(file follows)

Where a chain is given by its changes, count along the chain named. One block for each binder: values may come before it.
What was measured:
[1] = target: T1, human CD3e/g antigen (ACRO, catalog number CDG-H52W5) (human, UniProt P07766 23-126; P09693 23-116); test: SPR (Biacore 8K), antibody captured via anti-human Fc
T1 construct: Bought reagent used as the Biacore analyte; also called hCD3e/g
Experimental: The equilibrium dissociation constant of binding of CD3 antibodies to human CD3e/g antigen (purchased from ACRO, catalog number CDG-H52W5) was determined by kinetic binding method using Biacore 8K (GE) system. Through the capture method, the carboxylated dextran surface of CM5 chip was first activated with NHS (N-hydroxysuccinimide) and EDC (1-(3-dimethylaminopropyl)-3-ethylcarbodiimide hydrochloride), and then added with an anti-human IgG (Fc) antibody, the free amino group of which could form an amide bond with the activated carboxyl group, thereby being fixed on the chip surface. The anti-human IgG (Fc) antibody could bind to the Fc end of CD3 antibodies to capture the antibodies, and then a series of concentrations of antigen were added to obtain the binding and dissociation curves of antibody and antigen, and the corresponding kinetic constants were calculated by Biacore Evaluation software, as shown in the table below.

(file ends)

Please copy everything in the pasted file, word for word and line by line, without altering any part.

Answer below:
Where a chain is given by its changes, count along the chain named. One block for each binder: values may come before it.
What was measured:
[1] = target: T1, human CD3e/g antigen (ACRO, catalog number CDG-H52W5) (human, UniProt P07766 23-126; P09693 23-116); test: SPR (Biacore 8K), antibody captured via anti-human Fc
T1 construct: Bought reagent used as the Biacore analyte; also called hCD3e/g
Experimental: The equilibrium dissociation constant of binding of CD3 antibodies to human CD3e/g antigen (purchased from ACRO, catalog number CDG-H52W5) was determined by kinetic binding method using Biacore 8K (GE) system. Through the capture method, the carboxylated dextran surface of CM5 chip was first activated with NHS (N-hydroxysuccinimide) and EDC (1-(3-dimethylaminopropyl)-3-ethylcarbodiimide hydrochloride), and then added with an anti-human IgG (Fc) antibody, the free amino group of which could form an amide bond with the activated carboxyl group, thereby being fixed on the chip surface. The anti-human IgG (Fc) antibody could bind to the Fc end of CD3 antibodies to capture the antibodies, and then a series of concentrations of antigen were added to obtain the binding and dissociation curves of antibody and antigen, and the corresponding kinetic constants were calculated by Biacore Evaluation software, as shown in the table below.